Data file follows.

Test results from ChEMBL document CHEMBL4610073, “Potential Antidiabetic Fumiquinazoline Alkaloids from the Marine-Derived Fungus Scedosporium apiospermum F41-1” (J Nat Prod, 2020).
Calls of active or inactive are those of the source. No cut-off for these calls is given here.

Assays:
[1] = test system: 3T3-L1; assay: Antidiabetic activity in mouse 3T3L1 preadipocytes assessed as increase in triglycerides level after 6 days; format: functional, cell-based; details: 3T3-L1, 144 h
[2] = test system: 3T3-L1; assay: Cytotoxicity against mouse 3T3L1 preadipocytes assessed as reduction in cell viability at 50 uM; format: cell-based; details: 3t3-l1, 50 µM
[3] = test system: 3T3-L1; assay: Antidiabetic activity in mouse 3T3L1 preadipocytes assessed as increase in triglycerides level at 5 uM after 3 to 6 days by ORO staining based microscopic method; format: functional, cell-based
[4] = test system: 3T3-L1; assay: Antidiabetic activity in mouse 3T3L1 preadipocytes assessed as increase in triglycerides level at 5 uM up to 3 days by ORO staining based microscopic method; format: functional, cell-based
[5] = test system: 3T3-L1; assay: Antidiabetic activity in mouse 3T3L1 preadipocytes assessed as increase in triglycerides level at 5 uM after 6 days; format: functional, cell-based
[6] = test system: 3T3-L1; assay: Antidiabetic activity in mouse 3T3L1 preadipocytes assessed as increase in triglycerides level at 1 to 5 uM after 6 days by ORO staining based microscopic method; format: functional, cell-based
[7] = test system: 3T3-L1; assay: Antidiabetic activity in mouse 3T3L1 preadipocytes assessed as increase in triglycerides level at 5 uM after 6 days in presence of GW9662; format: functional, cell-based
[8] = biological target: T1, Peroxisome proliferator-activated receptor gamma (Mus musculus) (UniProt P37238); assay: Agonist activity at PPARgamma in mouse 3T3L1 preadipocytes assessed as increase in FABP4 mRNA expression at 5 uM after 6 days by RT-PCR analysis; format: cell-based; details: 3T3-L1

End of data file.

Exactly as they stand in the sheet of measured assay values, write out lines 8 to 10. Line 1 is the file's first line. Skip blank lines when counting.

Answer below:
[5] = test system: 3T3-L1; assay: Antidiabetic activity in mouse 3T3L1 preadipocytes assessed as increase in triglycerides level at 5 uM after 6 days; format: functional, cell-based
[6] = test system: 3T3-L1; assay: Antidiabetic activity in mouse 3T3L1 preadipocytes assessed as increase in triglycerides level at 1 to 5 uM after 6 days by ORO staining based microscopic method; format: functional, cell-based
[7] = test system: 3T3-L1; assay: Antidiabetic activity in mouse 3T3L1 preadipocytes assessed as increase in triglycerides level at 5 uM after 6 days in presence of GW9662; format: functional, cell-based